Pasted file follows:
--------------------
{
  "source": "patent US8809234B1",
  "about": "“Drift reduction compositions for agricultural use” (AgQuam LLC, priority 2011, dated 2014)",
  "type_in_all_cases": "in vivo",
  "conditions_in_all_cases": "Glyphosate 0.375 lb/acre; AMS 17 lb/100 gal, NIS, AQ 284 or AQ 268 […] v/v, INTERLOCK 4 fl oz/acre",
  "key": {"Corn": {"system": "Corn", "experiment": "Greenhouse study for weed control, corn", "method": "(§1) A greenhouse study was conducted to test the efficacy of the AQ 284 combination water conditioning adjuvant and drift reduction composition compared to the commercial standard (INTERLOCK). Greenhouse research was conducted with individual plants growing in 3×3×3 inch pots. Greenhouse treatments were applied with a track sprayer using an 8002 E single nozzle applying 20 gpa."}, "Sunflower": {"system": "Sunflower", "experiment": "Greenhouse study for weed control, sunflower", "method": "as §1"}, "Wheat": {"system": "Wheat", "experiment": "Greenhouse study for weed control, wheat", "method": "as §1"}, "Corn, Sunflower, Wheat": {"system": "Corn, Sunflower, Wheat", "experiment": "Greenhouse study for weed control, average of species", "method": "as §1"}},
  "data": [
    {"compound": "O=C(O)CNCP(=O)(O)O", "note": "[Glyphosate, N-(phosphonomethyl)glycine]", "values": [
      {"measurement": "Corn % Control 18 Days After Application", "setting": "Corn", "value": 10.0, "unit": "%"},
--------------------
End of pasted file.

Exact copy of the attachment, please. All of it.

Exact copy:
{
  "source": "patent US8809234B1",
  "about": "“Drift reduction compositions for agricultural use” (AgQuam LLC, priority 2011, dated 2014)",
  "type_in_all_cases": "in vivo",
  "conditions_in_all_cases": "Glyphosate 0.375 lb/acre; AMS 17 lb/100 gal, NIS, AQ 284 or AQ 268 […] v/v, INTERLOCK 4 fl oz/acre",
  "key": {"Corn": {"system": "Corn", "experiment": "Greenhouse study for weed control, corn", "method": "(§1) A greenhouse study was conducted to test the efficacy of the AQ 284 combination water conditioning adjuvant and drift reduction composition compared to the commercial standard (INTERLOCK). Greenhouse research was conducted with individual plants growing in 3×3×3 inch pots. Greenhouse treatments were applied with a track sprayer using an 8002 E single nozzle applying 20 gpa."}, "Sunflower": {"system": "Sunflower", "experiment": "Greenhouse study for weed control, sunflower", "method": "as §1"}, "Wheat": {"system": "Wheat", "experiment": "Greenhouse study for weed control, wheat", "method": "as §1"}, "Corn, Sunflower, Wheat": {"system": "Corn, Sunflower, Wheat", "experiment": "Greenhouse study for weed control, average of species", "method": "as §1"}},
  "data": [
    {"compound": "O=C(O)CNCP(=O)(O)O", "note": "[Glyphosate, N-(phosphonomethyl)glycine]", "values": [
      {"measurement": "Corn % Control 18 Days After Application", "setting": "Corn", "value": 10.0, "unit": "%"},